As Floridians recover from Hurricane Irma, a major earthquake rocks Mexico City, and Hurricane Maria shuts Puerto Rico down.
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MEXICO CITY – Rescuers searched massive piles of rubble for any signs of life Wednesday morning – just prior to the Florida Courier’s press time Wednesday night – after dozens of buildings collapsed across central Mexico in Tuesday’s violent earthquake, which killed at least 225 people, injured at least 1,000 and caused chaos in Mexico’s capital.
Some 2,000 miles east of Mexico City, Hurricane Maria made landfall in Puerto Rico early Wednesday, barreling north across the center of the island with powerful winds and flooding that were expected to destroy homes and leave thousands without power.
The storm knocked out power to the entire island hours after it arrived packing 155 mph winds – just 2 mph short of Category 5 status – near the southern city of Yabucoa.
Life, death in Mexico
Firefighters, soldiers and volunteers worked through the night clearing debris and scrambling to find survivors, at times working with bare hands and donated flashlights. There were a few moments of relief when several still-breathing, dust-covered survivors were pulled from the wreckage and transported to hospitals. But many others were found dead.
At least 20 children and two adults died when a three-story school collapsed on the south side of the city. At least two children had been rescued, but up to 30 others and eight adults were still missing, said Mexican President Enrique Pena Nieto. He spoke late Tuesday outside Enrique Rebsamen School, surrounded by desperate parents waiting for word on their children.
Emergency crews worked through the night. Nurses set up a sidewalk clinic, while others walked around offering pastries and water. Dozens of people stood watch, their mouths covered with face masks, as volunteers atop a mountain of rubble passed debris down in buckets. Others carted rubble away from the ground in wheelbarrows.
One rescue worker brought a yellow Labrador retriever to the top of the pile to sniff out bodies. Suddenly, workers dimmed the lights, cut off the generators and called for silence.
They listened. A few minutes later, they resumed their work.
Dr. Karen Pina Fragoso said a handful of people had survived the collapse. She didn’t know how many adults remained missing in the building, but she said at least three children were unaccounted for.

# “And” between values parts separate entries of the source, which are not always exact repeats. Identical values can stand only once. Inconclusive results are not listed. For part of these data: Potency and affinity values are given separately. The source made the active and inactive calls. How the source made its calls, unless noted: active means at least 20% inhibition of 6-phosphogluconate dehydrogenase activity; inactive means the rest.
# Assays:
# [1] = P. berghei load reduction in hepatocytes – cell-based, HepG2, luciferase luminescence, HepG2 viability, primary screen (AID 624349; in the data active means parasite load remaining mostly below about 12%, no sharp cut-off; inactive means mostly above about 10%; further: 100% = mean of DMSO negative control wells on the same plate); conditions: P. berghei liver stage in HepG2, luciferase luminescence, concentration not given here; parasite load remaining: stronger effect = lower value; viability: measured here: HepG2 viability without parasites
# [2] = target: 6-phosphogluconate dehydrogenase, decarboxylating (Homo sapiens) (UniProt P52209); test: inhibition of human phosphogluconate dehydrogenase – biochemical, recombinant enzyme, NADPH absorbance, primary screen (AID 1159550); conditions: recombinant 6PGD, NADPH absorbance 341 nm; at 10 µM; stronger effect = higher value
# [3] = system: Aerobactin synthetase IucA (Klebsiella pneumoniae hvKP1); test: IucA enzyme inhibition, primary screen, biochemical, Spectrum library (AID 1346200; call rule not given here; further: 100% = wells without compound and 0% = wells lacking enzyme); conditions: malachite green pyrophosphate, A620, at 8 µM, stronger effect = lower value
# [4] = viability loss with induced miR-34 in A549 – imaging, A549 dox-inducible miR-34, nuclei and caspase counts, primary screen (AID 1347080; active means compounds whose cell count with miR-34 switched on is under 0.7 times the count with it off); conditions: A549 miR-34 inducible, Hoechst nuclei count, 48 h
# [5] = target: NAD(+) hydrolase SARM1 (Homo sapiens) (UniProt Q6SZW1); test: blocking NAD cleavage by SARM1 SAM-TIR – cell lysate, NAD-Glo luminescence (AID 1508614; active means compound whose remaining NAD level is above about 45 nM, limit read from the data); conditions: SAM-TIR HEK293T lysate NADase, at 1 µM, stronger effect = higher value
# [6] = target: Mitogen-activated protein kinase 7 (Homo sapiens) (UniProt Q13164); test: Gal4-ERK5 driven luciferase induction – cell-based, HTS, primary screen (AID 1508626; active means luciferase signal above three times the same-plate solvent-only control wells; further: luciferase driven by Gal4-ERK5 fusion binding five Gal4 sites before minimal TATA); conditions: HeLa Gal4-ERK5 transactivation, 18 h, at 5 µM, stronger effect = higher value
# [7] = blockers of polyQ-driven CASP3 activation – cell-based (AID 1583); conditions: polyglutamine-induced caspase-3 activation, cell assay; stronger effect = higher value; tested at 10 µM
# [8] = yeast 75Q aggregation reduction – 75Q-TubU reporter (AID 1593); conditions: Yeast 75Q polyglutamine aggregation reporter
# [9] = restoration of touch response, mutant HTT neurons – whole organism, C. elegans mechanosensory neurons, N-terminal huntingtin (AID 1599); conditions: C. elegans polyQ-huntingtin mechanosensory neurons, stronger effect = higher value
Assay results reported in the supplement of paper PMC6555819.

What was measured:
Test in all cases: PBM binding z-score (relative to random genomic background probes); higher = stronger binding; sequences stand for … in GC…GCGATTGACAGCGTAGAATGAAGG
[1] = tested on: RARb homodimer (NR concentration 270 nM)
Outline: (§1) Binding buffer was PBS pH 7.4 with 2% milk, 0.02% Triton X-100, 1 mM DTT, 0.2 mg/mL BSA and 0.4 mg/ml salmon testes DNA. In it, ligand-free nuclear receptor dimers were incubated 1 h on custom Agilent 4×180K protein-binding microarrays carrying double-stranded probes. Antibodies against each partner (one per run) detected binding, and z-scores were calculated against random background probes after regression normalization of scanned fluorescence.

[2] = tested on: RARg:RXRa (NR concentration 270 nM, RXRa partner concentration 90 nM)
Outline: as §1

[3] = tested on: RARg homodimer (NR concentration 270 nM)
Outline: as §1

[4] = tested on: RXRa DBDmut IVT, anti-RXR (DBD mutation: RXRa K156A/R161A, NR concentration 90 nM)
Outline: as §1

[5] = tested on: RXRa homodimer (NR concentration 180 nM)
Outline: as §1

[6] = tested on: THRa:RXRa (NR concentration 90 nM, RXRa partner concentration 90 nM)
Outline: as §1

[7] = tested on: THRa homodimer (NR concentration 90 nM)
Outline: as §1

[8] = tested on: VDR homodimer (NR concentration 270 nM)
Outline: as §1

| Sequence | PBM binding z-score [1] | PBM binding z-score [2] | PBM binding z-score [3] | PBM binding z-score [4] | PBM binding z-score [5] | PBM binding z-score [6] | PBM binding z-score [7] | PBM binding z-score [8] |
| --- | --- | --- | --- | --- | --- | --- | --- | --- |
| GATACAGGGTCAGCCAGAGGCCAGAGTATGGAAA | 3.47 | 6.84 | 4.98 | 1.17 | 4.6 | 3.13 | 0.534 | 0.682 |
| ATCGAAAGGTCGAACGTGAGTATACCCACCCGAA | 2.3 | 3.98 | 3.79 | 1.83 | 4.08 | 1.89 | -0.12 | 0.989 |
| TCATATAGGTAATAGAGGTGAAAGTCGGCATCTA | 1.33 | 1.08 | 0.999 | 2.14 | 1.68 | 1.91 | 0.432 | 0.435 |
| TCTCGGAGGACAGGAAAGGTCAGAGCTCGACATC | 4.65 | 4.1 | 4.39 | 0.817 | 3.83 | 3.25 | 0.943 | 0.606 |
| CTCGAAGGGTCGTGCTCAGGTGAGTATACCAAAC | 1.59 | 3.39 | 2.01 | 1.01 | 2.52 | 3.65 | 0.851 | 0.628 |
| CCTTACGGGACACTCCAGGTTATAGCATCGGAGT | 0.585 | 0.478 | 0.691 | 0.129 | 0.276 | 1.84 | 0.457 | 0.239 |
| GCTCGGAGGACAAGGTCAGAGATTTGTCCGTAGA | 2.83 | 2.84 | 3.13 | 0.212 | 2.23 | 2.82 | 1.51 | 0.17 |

Fragoso said medics could still hear the voices of many survivors trapped in the building at 3 a.m. But as daylight broke, the voices quieted.
The U.S. Geological Survey calculated the magnitude of Tuesday’s temblor at 7.1 and said the epicenter was about 80 miles southeast of Mexico City in the state of Puebla.
The quake struck 32 years to the day after another powerful earthquake that killed thousands and devastated large parts of Mexico City – a tragedy that Pena Nieto had commemorated earlier Tuesday.
Mexico sits in one of the world’s most seismically active areas, as the floor of the Pacific Ocean south of the country is sliding underneath the North American plate. Mexico City is prone to major damage in earthquakes because it was built on an old lakebed, which amplifies the shaking.
Thousands in shelters
In Old San Juan, Puerto Rico, the wind howled on Wednesday, shaking high-rise buildings as Hurricane Maria drove white sheets of rain down empty streets.
Elsewhere in the capital, some shelters were already suffering storm damage Wednesday morning. Some of the more than 500 people sheltering at Roberto Clemente Coliseum posted video on Twitter showing doors snapping open even as guards tried to hold them closed, and evacuees moving cots due to leaks in the roof.
Maria became the first Category 4 hurricane in nearly 80 years to hit the U.S. territory, home to 3.4 million people. Authorities had urged residents to leave their homes for 500 emergency shelters, and thousands of listened.
Migdalia Caratini, a lawyer who lives east of San Juan, rented a room at the Sheraton in Old San Juan to weather the storm. She worried about those living in the center of the country, where many homes are wood with metal, zinc roofs that were likely to be ripped apart by the hurricane.
The country has been struggling economically, and leaders had planned to reduce public workers’ hours, shifting money from local to federal coffers, Caratini said. She hopes those changes get suspended, at least immediately after the storm.
“They’re going to have to restructure. Puerto Rico isn’t going to be the same. It’s going to be before Maria and after Maria,” she said.
Others at the hotel had evacuated from other Caribbean islands where they had already survived Hurricane Irma earlier this month.
The Puerto Rico Convention Center in San Juan – which was still housing Hurricane Irma evacuees from other Caribbean islands – was preparing to accept thousands more after Maria.
Kate Linthicum, Andrea Castillo, and Molly Hennessy-Fiske of the Los Angeles Times / TNS contributed to this report.